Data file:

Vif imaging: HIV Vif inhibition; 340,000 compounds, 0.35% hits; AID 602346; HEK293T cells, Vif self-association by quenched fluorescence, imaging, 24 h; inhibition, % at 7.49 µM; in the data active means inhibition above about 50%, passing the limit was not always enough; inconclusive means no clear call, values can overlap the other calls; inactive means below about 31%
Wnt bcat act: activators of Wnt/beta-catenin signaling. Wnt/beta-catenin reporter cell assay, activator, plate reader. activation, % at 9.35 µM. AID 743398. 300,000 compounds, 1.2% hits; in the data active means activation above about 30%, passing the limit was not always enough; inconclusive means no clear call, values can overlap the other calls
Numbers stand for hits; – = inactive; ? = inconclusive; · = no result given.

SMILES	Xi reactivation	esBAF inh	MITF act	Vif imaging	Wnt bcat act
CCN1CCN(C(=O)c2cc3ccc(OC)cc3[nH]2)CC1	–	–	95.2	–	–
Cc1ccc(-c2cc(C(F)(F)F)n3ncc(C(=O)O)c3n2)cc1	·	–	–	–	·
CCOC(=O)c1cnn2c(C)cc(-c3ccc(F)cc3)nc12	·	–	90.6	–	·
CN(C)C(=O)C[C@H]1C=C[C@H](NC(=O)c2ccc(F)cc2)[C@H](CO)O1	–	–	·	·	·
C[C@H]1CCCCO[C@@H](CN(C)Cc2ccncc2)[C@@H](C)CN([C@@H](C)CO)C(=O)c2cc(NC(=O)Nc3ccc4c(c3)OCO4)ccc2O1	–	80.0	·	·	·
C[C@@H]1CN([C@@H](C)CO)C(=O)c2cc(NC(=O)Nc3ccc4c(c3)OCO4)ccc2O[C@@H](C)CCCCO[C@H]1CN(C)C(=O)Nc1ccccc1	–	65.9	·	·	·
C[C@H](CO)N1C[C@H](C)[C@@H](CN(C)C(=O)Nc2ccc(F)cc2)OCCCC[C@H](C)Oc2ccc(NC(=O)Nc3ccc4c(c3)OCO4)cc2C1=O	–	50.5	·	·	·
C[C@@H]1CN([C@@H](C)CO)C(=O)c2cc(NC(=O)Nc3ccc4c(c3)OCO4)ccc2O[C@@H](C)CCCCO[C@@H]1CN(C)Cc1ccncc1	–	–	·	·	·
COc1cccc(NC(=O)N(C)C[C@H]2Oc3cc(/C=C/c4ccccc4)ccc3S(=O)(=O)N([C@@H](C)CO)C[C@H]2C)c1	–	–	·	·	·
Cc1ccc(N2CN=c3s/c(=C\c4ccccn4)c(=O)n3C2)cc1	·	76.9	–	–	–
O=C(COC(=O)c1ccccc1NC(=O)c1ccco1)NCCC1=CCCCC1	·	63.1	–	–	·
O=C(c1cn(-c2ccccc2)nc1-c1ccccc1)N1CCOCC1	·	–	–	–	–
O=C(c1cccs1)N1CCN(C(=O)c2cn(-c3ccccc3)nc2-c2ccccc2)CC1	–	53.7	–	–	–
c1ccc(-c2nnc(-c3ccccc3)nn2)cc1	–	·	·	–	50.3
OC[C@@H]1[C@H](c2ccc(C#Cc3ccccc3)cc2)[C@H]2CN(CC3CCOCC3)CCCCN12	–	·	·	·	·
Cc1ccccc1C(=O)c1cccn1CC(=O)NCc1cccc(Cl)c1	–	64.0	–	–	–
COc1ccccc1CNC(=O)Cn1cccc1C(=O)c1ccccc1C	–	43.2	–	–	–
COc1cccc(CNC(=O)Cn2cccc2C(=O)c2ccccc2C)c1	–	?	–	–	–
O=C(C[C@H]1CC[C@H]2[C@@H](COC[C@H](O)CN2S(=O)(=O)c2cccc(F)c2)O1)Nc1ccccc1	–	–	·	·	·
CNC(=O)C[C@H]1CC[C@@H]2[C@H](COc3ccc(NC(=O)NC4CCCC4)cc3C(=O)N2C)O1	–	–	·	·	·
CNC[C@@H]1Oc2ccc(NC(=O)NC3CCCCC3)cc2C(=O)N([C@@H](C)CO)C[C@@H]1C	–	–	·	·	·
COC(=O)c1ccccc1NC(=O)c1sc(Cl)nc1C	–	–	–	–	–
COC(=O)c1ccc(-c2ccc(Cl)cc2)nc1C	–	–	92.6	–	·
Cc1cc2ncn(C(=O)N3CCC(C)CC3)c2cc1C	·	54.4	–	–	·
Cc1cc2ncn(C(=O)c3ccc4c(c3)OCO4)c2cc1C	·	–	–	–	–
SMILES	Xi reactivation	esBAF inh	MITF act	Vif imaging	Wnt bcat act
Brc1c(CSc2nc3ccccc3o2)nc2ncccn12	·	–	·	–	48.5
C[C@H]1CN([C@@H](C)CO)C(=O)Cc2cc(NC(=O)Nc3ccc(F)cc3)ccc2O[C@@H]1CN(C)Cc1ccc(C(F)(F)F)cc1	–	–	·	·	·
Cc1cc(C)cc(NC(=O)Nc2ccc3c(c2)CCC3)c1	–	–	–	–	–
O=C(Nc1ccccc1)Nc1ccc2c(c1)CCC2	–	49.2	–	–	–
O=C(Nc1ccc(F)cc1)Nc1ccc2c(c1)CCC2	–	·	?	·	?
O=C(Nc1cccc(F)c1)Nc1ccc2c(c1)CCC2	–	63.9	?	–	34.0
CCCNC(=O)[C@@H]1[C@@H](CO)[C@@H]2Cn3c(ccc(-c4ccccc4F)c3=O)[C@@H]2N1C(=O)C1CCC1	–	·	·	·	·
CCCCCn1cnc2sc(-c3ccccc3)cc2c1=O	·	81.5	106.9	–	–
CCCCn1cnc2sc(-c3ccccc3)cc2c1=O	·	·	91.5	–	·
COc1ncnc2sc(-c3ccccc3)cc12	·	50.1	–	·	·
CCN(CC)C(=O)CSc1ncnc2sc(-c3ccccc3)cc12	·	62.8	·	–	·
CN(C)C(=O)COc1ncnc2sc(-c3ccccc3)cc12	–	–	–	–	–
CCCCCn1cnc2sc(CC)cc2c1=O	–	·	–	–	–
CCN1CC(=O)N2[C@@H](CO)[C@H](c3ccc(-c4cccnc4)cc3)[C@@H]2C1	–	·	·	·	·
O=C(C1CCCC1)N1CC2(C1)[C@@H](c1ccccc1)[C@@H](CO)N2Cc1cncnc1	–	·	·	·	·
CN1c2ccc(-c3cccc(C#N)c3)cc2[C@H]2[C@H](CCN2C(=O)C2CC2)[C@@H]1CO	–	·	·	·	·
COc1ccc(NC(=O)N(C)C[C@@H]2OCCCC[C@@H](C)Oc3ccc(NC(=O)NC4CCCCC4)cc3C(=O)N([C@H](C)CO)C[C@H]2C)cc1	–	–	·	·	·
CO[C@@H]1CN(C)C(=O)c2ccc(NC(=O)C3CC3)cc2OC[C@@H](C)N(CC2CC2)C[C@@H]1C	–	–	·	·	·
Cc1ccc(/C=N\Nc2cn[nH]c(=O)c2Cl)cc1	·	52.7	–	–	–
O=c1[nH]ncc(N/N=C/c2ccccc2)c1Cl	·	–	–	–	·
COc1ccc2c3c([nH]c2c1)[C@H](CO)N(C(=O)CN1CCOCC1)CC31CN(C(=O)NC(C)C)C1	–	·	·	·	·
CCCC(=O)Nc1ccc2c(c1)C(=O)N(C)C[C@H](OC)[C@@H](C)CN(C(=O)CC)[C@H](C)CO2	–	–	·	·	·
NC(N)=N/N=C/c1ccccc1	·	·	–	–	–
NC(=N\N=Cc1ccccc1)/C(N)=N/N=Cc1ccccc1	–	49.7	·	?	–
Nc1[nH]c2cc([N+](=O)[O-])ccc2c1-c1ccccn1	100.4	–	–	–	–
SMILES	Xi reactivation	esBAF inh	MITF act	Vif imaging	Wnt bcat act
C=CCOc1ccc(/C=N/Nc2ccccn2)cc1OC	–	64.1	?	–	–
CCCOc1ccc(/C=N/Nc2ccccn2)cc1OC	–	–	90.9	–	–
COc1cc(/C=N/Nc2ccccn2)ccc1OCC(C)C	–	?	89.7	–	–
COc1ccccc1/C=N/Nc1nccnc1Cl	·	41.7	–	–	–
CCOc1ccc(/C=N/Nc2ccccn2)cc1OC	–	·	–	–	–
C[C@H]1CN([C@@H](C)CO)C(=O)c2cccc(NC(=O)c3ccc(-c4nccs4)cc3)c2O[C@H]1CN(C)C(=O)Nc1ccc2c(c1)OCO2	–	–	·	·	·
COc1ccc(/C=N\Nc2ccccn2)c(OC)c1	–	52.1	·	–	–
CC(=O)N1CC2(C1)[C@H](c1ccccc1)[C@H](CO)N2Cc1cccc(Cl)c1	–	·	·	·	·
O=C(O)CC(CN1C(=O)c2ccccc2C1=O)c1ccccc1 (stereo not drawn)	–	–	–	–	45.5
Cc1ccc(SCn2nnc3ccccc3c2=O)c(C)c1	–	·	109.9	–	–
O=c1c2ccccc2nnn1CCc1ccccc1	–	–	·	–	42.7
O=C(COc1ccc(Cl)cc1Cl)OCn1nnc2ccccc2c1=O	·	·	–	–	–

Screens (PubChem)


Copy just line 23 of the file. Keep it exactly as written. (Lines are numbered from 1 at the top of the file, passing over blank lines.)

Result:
O=C(C[C@H]1CC[C@H]2[C@@H](COC[C@H](O)CN2S(=O)(=O)c2cccc(F)c2)O1)Nc1ccccc1	–	–	·	·	·